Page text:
Finely chop the Onion and sweat in a frying pan in a little oil. De-seed and chop a red pepper and add this to the frying onion. And then combine the three vegetables in a suitable sauce pan and add some water/stock to cover the vegetables. Add some salt and pepper bring to the boil and simmer for half an hour.

Use a soup maker or liquidiser to blitz the soup. You can at this stage, pass the soup through a mesh, to remove any fibourous bits – though it’s an embellishment. I also have to say that it will benefit from a good stock. I first made it with a Turkey Stock.

Correct the seasoning and serve – It will do as a main course for 2/3 people or as a starter for 4/5


Minimalist Kit – Orange Cider/Wine

 

 

 

I got an e mail response to my post on Mead. Was it possible to make an alcoholic beverage from Orange Juice. I could find vague references to the manufacture of an Orange  based alcoholic beverage using Navel Oranges.

Of course Orange Juice has now changed beyond recognition, from what it was say 20 years ago. Presumably with the help of American Agriculturalists.

Another request on the Mead posting was from Firepower. He was asking about a minimalist apparatus for experimenting (see picture above). The balloon valve has a pin hole in it.

Recipies I found for Orange wine, basically did not prove the point one way or another. I used my Cider recipe. I used 2 litres of pasteurised OJ and 2 X 1/4 cups sugar. That’s 2 X40 grams approx. I’m also using my old mate, champagne yeast. The picture above is the result after about 24 hours.

Perhaps I shouldn’t have used the OJ with the bits in. I am open to suggestions as to the name of this “new” alcoholic beverage.

 

I feel the need. The need for mead.

I read recently that some disgusting Irish politician called Rosin Shortfall (or something) was suggesting increasing the price of alcohol in off licences nationwide. On the grounds that this will reduce the incidence of Irish alcoholism.

Ms. Shortfall who has the appearance of the James Bond baddie Rosa Klebb (in From Russia with Love) is pandering to suggestions put forward by the Vintners Association (The Union of Irish Pub Owners) that have long been concerned about the low prices of alcoholic beverages in supermarkets, compared to the astronomical prices that their members charge in their Public Houses.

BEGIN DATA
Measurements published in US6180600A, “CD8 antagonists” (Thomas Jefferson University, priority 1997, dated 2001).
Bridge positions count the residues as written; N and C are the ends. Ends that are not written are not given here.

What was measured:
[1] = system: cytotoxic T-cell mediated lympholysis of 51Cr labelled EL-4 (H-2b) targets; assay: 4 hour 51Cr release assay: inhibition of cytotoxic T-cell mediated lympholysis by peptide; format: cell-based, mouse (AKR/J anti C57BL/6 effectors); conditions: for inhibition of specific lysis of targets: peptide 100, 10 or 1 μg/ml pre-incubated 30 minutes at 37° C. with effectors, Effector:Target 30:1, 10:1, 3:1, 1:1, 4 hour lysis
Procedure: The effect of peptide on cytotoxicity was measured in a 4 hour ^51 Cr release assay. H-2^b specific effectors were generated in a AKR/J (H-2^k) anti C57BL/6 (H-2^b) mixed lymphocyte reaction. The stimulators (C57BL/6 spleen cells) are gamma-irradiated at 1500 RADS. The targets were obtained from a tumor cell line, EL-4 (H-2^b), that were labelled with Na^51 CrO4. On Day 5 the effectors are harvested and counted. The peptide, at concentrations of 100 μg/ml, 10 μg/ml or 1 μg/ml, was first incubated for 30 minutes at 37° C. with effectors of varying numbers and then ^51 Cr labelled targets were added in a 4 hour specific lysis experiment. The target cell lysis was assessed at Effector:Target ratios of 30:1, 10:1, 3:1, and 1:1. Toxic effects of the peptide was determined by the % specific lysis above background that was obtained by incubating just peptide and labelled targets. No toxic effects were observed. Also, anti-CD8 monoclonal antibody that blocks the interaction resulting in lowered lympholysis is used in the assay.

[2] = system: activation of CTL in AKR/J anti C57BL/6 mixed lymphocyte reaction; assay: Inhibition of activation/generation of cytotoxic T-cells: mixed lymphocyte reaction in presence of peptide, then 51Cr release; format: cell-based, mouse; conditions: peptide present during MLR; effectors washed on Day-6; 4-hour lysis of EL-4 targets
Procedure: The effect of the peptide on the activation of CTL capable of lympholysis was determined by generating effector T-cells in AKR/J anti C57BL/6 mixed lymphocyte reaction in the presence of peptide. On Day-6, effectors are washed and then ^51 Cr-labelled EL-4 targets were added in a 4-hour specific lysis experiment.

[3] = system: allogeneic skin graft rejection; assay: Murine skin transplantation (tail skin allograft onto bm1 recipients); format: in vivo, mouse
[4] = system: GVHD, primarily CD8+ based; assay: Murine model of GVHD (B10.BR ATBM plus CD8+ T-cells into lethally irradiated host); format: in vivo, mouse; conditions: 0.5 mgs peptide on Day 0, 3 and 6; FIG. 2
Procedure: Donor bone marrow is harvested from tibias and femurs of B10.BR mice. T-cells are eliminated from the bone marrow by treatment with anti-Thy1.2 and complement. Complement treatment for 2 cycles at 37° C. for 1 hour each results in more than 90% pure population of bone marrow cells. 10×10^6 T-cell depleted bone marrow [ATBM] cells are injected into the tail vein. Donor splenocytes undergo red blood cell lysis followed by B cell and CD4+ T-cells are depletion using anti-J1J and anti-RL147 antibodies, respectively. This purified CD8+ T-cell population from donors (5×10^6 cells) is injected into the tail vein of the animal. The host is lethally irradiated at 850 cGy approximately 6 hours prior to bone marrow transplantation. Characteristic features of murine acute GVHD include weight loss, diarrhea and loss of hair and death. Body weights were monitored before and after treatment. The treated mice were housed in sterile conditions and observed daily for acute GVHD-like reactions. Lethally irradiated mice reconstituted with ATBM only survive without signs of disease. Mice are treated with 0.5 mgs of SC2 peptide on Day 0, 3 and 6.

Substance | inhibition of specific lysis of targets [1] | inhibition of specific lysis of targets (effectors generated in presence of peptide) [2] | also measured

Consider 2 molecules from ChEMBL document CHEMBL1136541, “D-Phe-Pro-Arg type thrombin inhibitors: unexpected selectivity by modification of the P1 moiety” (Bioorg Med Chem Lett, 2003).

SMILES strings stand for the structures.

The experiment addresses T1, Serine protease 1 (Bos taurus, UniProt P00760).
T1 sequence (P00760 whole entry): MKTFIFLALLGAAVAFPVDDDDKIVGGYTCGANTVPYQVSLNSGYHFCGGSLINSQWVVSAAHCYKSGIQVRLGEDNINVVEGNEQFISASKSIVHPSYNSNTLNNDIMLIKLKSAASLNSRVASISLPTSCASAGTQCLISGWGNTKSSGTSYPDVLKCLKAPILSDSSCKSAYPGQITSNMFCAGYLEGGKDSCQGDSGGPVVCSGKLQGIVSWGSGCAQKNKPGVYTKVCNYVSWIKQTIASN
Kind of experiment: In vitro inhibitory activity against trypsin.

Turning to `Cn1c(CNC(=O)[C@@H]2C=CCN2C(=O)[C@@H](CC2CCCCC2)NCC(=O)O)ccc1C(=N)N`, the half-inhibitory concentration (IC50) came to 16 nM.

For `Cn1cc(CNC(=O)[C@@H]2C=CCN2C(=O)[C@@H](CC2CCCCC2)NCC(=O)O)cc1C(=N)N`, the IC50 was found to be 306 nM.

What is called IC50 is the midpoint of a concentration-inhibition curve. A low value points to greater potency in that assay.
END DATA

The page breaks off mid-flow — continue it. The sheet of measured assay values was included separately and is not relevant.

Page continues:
So Christmas is coming, as are alcohol price increases. I’m trying a recipe for Mead. It’s my own recipe and I’m experimenting. My ingredients are 2 pounds (908 grams) of Honey from Aldi and 1 litre of pasteurised grape juice. Made up to 5 litres with water. I’m using champagne yeast and I calculate my final ABV to be around the 9% mark..

27th Nov 2011 – I saw that I posted this Mead item on 11th Nov That’s Nov 11th, for our American readers. The brew is now almost ready for bottling and has been filtered once.So a good two weeks to get a result so.

It’s gone from looking like milky tea through to a straw colour and is currently a clear yellow shade that can only be described as – bright piss. When I tasted the brew on syphoning it was not surprisingly a bit like honey – only not sweet. – I will add a better description should one spring to mind.

11th December 2011 – I opened a bottle yesterday. And am posting the picture here. We are talking about a nice clear bright yellow brew. It was also not particularly tasty. Not having the bitterness of beer or for that matter the acidity and flavour of cider. Nevertheless I managed to drink it and found it agreeable. Were herbs or spices used to add additional flavours in the medieval/viking brews – I wonder?

 

First Post added to El Sido Blog

A moment of excitement, as Roscommon joins the digital age. And the first page was added to the El Sido Blog. Ignoring the “Hello World!” comment which will be analysed in depth, at a later date.

A quietly confident El Sido said that whilst he didn’t expect children and old people to be dancing in the Streets at the news. It was nevertheless the case. that this fresh opening of Roscommon to the “World Wide Web” Was a forerunner for the county’s digital future and had the capacity to generate many “High End” jobs going forward. “These are the sort of jobs we will require if we are to compete against foreigns going forward” He added.